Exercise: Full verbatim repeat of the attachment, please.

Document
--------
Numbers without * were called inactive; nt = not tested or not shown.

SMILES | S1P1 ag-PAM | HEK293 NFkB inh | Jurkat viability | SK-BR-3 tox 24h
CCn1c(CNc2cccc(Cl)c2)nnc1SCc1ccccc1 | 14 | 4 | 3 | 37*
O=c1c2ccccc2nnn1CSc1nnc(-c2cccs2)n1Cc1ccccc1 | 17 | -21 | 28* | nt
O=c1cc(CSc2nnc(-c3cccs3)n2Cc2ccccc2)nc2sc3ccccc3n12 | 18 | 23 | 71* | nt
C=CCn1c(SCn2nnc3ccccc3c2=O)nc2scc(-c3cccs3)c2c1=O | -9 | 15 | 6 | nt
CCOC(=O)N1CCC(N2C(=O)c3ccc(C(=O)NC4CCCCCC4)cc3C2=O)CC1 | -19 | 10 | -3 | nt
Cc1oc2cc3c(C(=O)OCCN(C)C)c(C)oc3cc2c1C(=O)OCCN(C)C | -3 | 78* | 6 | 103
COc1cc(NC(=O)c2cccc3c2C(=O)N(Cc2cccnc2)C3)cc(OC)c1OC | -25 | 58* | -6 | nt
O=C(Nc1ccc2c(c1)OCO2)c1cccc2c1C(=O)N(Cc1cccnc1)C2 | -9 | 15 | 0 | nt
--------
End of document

Numbers without * were called inactive; nt = not tested or not shown.

SMILES | S1P1 ag-PAM | HEK293 NFkB inh | Jurkat viability | SK-BR-3 tox 24h
CCn1c(CNc2cccc(Cl)c2)nnc1SCc1ccccc1 | 14 | 4 | 3 | 37*
O=c1c2ccccc2nnn1CSc1nnc(-c2cccs2)n1Cc1ccccc1 | 17 | -21 | 28* | nt
O=c1cc(CSc2nnc(-c3cccs3)n2Cc2ccccc2)nc2sc3ccccc3n12 | 18 | 23 | 71* | nt
C=CCn1c(SCn2nnc3ccccc3c2=O)nc2scc(-c3cccs3)c2c1=O | -9 | 15 | 6 | nt
CCOC(=O)N1CCC(N2C(=O)c3ccc(C(=O)NC4CCCCCC4)cc3C2=O)CC1 | -19 | 10 | -3 | nt
Cc1oc2cc3c(C(=O)OCCN(C)C)c(C)oc3cc2c1C(=O)OCCN(C)C | -3 | 78* | 6 | 103
COc1cc(NC(=O)c2cccc3c2C(=O)N(Cc2cccnc2)C3)cc(OC)c1OC | -25 | 58* | -6 | nt
O=C(Nc1ccc2c(c1)OCO2)c1cccc2c1C(=O)N(Cc1cccnc1)C2 | -9 | 15 | 0 | nt